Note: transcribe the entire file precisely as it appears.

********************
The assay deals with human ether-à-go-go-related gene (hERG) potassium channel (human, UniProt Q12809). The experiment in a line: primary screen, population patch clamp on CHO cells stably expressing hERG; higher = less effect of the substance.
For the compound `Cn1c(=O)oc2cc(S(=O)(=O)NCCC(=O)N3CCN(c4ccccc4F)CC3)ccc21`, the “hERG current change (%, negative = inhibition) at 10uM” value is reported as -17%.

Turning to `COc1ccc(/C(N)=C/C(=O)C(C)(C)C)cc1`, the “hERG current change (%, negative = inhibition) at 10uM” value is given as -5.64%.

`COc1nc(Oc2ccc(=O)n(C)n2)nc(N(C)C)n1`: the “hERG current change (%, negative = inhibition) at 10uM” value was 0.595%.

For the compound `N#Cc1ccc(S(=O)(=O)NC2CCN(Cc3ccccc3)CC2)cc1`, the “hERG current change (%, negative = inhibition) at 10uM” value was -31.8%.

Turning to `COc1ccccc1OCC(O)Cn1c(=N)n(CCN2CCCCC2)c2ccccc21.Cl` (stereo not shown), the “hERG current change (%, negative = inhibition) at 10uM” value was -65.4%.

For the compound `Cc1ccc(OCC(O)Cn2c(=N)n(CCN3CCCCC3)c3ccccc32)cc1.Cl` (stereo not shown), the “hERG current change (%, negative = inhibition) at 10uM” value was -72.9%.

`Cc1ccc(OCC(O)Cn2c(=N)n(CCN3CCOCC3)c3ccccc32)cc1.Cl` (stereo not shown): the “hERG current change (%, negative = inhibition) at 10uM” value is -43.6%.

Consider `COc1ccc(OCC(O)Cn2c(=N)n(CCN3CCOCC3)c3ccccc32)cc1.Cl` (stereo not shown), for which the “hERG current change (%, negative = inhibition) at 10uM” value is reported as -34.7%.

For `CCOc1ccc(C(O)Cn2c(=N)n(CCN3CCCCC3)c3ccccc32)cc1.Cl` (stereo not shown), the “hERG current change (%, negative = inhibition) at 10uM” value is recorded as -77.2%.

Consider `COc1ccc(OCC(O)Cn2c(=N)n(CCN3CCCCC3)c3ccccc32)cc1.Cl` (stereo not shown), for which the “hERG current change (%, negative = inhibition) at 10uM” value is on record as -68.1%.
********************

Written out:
The assay deals with human ether-à-go-go-related gene (hERG) potassium channel (human, UniProt Q12809). The experiment in a line: primary screen, population patch clamp on CHO cells stably expressing hERG; higher = less effect of the substance.
For the compound `Cn1c(=O)oc2cc(S(=O)(=O)NCCC(=O)N3CCN(c4ccccc4F)CC3)ccc21`, the “hERG current change (%, negative = inhibition) at 10uM” value is reported as -17%.

Turning to `COc1ccc(/C(N)=C/C(=O)C(C)(C)C)cc1`, the “hERG current change (%, negative = inhibition) at 10uM” value is given as -5.64%.

`COc1nc(Oc2ccc(=O)n(C)n2)nc(N(C)C)n1`: the “hERG current change (%, negative = inhibition) at 10uM” value was 0.595%.

For the compound `N#Cc1ccc(S(=O)(=O)NC2CCN(Cc3ccccc3)CC2)cc1`, the “hERG current change (%, negative = inhibition) at 10uM” value was -31.8%.

Turning to `COc1ccccc1OCC(O)Cn1c(=N)n(CCN2CCCCC2)c2ccccc21.Cl` (stereo not shown), the “hERG current change (%, negative = inhibition) at 10uM” value was -65.4%.

For the compound `Cc1ccc(OCC(O)Cn2c(=N)n(CCN3CCCCC3)c3ccccc32)cc1.Cl` (stereo not shown), the “hERG current change (%, negative = inhibition) at 10uM” value was -72.9%.

`Cc1ccc(OCC(O)Cn2c(=N)n(CCN3CCOCC3)c3ccccc32)cc1.Cl` (stereo not shown): the “hERG current change (%, negative = inhibition) at 10uM” value is -43.6%.

Consider `COc1ccc(OCC(O)Cn2c(=N)n(CCN3CCOCC3)c3ccccc32)cc1.Cl` (stereo not shown), for which the “hERG current change (%, negative = inhibition) at 10uM” value is reported as -34.7%.

For `CCOc1ccc(C(O)Cn2c(=N)n(CCN3CCCCC3)c3ccccc32)cc1.Cl` (stereo not shown), the “hERG current change (%, negative = inhibition) at 10uM” value is recorded as -77.2%.

Consider `COc1ccc(OCC(O)Cn2c(=N)n(CCN3CCCCC3)c3ccccc32)cc1.Cl` (stereo not shown), for which the “hERG current change (%, negative = inhibition) at 10uM” value is on record as -68.1%.